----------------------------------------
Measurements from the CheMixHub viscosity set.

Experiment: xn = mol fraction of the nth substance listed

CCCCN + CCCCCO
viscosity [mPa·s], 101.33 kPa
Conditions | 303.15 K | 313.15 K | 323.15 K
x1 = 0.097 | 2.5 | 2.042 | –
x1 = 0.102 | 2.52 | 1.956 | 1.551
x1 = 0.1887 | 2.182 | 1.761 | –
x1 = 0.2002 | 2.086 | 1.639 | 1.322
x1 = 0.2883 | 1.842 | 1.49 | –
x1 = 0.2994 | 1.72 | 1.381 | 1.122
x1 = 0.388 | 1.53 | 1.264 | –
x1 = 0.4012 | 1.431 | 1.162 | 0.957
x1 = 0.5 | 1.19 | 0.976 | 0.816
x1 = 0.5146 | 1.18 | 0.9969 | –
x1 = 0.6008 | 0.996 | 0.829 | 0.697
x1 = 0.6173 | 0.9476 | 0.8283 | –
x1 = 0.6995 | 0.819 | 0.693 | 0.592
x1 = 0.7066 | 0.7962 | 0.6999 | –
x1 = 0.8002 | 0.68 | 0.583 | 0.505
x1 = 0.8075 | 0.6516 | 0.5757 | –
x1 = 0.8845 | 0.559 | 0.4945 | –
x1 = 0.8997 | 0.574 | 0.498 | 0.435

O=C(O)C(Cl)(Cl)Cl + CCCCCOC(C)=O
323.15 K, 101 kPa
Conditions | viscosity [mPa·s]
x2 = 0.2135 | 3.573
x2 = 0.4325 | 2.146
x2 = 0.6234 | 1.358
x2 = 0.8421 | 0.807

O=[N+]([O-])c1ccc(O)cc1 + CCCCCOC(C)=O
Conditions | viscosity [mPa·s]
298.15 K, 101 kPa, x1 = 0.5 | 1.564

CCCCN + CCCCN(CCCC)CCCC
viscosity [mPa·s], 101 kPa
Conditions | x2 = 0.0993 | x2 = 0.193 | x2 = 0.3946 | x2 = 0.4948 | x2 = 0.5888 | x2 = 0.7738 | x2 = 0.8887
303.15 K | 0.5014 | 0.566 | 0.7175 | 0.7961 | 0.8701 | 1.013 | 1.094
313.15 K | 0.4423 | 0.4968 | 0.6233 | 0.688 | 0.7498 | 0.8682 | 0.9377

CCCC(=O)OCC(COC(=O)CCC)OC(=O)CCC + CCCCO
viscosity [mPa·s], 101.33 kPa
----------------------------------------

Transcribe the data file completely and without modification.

Measurements from the CheMixHub viscosity set.

Experiment: xn = mol fraction of the nth substance listed

CCCCN + CCCCCO
viscosity [mPa·s], 101.33 kPa
Conditions | 303.15 K | 313.15 K | 323.15 K
x1 = 0.097 | 2.5 | 2.042 | –
x1 = 0.102 | 2.52 | 1.956 | 1.551
x1 = 0.1887 | 2.182 | 1.761 | –
x1 = 0.2002 | 2.086 | 1.639 | 1.322
x1 = 0.2883 | 1.842 | 1.49 | –
x1 = 0.2994 | 1.72 | 1.381 | 1.122
x1 = 0.388 | 1.53 | 1.264 | –
x1 = 0.4012 | 1.431 | 1.162 | 0.957
x1 = 0.5 | 1.19 | 0.976 | 0.816
x1 = 0.5146 | 1.18 | 0.9969 | –
x1 = 0.6008 | 0.996 | 0.829 | 0.697
x1 = 0.6173 | 0.9476 | 0.8283 | –
x1 = 0.6995 | 0.819 | 0.693 | 0.592
x1 = 0.7066 | 0.7962 | 0.6999 | –
x1 = 0.8002 | 0.68 | 0.583 | 0.505
x1 = 0.8075 | 0.6516 | 0.5757 | –
x1 = 0.8845 | 0.559 | 0.4945 | –
x1 = 0.8997 | 0.574 | 0.498 | 0.435

O=C(O)C(Cl)(Cl)Cl + CCCCCOC(C)=O
323.15 K, 101 kPa
Conditions | viscosity [mPa·s]
x2 = 0.2135 | 3.573
x2 = 0.4325 | 2.146
x2 = 0.6234 | 1.358
x2 = 0.8421 | 0.807

O=[N+]([O-])c1ccc(O)cc1 + CCCCCOC(C)=O
Conditions | viscosity [mPa·s]
298.15 K, 101 kPa, x1 = 0.5 | 1.564

CCCCN + CCCCN(CCCC)CCCC
viscosity [mPa·s], 101 kPa
Conditions | x2 = 0.0993 | x2 = 0.193 | x2 = 0.3946 | x2 = 0.4948 | x2 = 0.5888 | x2 = 0.7738 | x2 = 0.8887
303.15 K | 0.5014 | 0.566 | 0.7175 | 0.7961 | 0.8701 | 1.013 | 1.094
313.15 K | 0.4423 | 0.4968 | 0.6233 | 0.688 | 0.7498 | 0.8682 | 0.9377

CCCC(=O)OCC(COC(=O)CCC)OC(=O)CCC + CCCCO
viscosity [mPa·s], 101.33 kPa